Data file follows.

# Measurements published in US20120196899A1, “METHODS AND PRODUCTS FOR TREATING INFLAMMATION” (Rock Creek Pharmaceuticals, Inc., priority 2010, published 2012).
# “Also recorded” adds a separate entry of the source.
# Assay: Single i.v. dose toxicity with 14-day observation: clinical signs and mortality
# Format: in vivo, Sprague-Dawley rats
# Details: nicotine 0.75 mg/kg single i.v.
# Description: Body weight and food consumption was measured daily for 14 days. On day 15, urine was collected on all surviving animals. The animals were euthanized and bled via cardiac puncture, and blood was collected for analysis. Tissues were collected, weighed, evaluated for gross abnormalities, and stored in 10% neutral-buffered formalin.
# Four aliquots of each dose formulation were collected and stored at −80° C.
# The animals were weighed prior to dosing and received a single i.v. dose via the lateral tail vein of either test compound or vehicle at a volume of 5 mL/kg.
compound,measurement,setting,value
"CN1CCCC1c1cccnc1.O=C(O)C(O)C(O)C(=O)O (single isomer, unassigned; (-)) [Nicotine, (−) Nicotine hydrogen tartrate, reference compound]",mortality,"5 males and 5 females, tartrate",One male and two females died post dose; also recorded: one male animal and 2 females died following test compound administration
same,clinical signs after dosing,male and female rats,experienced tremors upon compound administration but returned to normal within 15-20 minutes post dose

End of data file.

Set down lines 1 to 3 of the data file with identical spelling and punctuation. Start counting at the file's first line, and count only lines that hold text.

# Measurements published in US20120196899A1, “METHODS AND PRODUCTS FOR TREATING INFLAMMATION” (Rock Creek Pharmaceuticals, Inc., priority 2010, published 2012).
# “Also recorded” adds a separate entry of the source.
# Assay: Single i.v. dose toxicity with 14-day observation: clinical signs and mortality